The Great Resignation wasn’t just about endings, it brought valuable insights and AHA moments to help us all kickstart a new and better beginning for 2022. Whether you’re someone looking for work or a team leader looking to hire, the current ways of job searching and hiring have only worked for a small few and the Great Redirection is here to help level the playing field for all.
According to Josh Bersin, “employees are migrating from crummy jobs to better jobs and from companies that don’t seem to care to companies that really really care.” The global research expert in HR, recruitment, leadership, and technology coins these companies as ‘Irresistible Organizations’ that offer opportunities including growth and promotion. Meanwhile, research has currently found that only one in 7 organizations in the US can claim this ‘irresistible’ status.
So, what do people expect companies to care about in this Great Redirection and how will we see this play out? Here are 3 takeaways.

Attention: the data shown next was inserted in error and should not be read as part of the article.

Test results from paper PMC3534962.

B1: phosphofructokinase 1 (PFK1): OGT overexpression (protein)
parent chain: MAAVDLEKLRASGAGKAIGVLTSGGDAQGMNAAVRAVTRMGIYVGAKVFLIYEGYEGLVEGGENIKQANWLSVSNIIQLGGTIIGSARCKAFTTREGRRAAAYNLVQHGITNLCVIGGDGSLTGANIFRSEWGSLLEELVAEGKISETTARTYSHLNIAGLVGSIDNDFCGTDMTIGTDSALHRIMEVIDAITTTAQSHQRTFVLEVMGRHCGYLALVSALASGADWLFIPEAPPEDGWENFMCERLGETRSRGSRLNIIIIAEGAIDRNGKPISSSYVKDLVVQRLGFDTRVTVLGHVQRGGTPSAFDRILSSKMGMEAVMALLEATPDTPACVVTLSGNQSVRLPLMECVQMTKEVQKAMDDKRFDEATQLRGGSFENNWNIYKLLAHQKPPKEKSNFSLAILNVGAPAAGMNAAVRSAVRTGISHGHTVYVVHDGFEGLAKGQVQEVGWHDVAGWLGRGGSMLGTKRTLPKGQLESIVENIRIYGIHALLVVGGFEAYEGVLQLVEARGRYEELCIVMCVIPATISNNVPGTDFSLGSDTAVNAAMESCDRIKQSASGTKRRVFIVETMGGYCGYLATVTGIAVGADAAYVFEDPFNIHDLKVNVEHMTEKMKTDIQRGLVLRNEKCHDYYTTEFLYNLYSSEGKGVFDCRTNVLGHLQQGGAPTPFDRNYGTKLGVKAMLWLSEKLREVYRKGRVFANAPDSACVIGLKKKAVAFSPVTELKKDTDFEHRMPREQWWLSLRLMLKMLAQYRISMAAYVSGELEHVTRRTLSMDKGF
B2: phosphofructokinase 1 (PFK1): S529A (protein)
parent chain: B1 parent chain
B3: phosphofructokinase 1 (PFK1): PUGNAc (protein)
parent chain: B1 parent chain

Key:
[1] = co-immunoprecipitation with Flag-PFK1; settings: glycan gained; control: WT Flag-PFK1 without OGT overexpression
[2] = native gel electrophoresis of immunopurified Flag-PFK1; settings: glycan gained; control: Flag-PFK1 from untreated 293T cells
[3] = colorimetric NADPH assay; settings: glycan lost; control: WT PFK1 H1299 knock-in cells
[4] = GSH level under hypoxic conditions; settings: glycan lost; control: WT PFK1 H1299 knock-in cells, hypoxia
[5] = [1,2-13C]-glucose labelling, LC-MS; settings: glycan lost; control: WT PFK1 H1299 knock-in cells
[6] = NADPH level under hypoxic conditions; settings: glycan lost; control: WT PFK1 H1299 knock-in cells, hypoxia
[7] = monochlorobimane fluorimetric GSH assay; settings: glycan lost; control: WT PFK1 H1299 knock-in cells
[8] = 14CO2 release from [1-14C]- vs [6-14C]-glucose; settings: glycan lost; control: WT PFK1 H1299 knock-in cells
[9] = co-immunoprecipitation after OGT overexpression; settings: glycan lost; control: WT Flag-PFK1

#1 Candidates won’t settle, and they shouldn’t have to.
While you’d naturally think that people were just leaving their jobs and starting new ones, many in fact are taking their time and not diving into new opportunities, because candidates will no longer settle. Culture Amp summarized some of the top factors fuelling the extreme turnover, including:
- Dissatisfaction with current role and future development;
- Looking for a new career or life path;
- Lack of humanity and empathy at work;
- Desiring more flexibility;
- Disappointment in their company’s response to social movements.
If these reasons are behind people quitting their jobs by the millions, then it’s no surprise that they’ve got their priorities in place when applying for new jobs. From flexibility and work-life balance, to development, and alignment of values, people aren’t settling and they want companies to value them for who they really are.
What can employers do about this?